In order to produce foie gras, you first must raise your duck in a normal way for 9–11 weeks. During this time, you have the ducks run outside from food to water all day. After this, they are put inside in parks of four to five ducks. Then, three times per day, a feeder with pump and tube comes and force feeds the ducks a mash of corn into the esophagus. The esophagus of birds is insensitive and they have no gag reflex. When people anthropomorphize and say, “oh, it must hurt to put that in their throat,” number one, it's not a throat, and number two, they are not human beings, they are ducks. When mother birds feed the baby birds, they put their beaks down the esophagus of the baby birds to the stomach, so it's the same principle.

The ducks are frazzled in the first couple of days because they aren't used to having a human so close—they regard the human as a predator. After these couple of days, man is no longer an enemy; he is someone who brings you food. Also, after this initial period, the duck is starting to go into a migratory mode. Ducks and geese force feed themselves before migration, so they have enough calories for the very long flight. So as the ducks grow, their liver and organs start to enter into a migratory mode. There is nothing inhumane, we are just mimicking their migratory mode. This is not a sickness, it is a normal propensity for waterfowls to force feed themselves and store calories in certain places in their body. One of them is the liver, and the other is the skin.

Once you know the principle, it's easy to see who the good farmers are. The good farmers are the ones who don't keep animals in individual cages but keep them in parks that are spacious, with plenty of straw and water, that let the animals outside to exercise in their first weeks of their life. You can differentiate between those farmers and those who practice factory farming.

By the way, it's easy to figure it out, because the foie gras from factory farms is bad. It doesn't taste good. There is not secret—if you treat an animal right, if they have a wholesome life with diverse food and ways to walk around in their natural habitat they will give you good meat. If you mistreat animals, the meat is not going to be good. It’s true for all animals: ducks, pigs, beef, lamb, and chicken, in particular.

FT:  Can you share with us what inspired the Green Circle chicken? Do you see D’Artagnan introducing other similar products?

AD: The Green Circle chicken is an effort to reproduce the chickens I tasted when I was young, that my grandma was raising with my cousins. Basically, my grandma would take scraps from the hotel restaurant and would bring it to the farm where they would feed the vegetables to the chicken. We would give the other stuff to the pig because there was one huge pig usually that would eat everything, we were so frightened of it. But the vegetables went to chicken, and those chickens had an incredible taste.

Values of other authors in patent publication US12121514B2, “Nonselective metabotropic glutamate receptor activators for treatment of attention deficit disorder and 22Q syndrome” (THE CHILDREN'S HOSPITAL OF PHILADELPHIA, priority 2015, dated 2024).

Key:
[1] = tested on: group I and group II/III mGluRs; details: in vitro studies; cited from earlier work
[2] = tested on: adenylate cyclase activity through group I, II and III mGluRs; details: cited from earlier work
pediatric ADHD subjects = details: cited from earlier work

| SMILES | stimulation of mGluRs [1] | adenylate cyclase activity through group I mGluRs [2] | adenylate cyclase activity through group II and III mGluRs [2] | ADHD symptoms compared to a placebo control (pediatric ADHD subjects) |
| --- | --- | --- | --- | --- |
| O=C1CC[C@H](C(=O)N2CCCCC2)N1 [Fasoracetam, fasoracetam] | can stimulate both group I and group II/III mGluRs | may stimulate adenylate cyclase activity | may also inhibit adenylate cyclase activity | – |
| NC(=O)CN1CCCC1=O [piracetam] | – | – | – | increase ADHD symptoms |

I wanted to have the same experience, and I talked to seven chefs in New York City and I told them about this. I wanted to try to put this system in place where I would deliver the chickens twice a week, and in exchange, they would sort out their scraps in specific buckets give the same driver the vegetables. That’s how we started the Green Circle program.

After a while, it became really cumbersome because, first of all, the buckets had to be filled in a timely manner in the restaurant. We had put a list in English and in Spanish for the kitchen so they would not put any citrus in it or stuff that chickens don’t like. Then, we would need to disinfect the buckets in between each trip. We would need to bring the buckets back here to the warehouse. Then, we would have to put those buckets into the truck that brought us the chickens from the slaughterhouse. At the slaughterhouse, the buckets would have to go in the truck that brought the live chickens to the slaughterhouse. After, those trucks would go back to the farm. It was fun, but it was...every little piece of the leg of the trip, if something went wrong, boom, the whole thing went wrong. It became really cumbersome.

We have a dozen farmers in Lancaster County in Pennsylvania, and there are a couple of really big Amish outdoor markets. We made deals with those markets. Now, instead of schlepping back the vegetable scraps from the restaurants, we get vegetables directly from the market at the end of the day. Those are ugly vegetables that people didn't want because they were ugly—they had a bruise, they were overripe or underripe, or had the wrong color. Now, it's much easier. We get vegetables every day from the farmers and feed them to the chickens. Because of that system, we are able to grow. We started with two farmers; we are now up to 12 farmers. Today, we are at 15,000 [Green Circle chickens] per week.

[Regarding other products] we are working on something.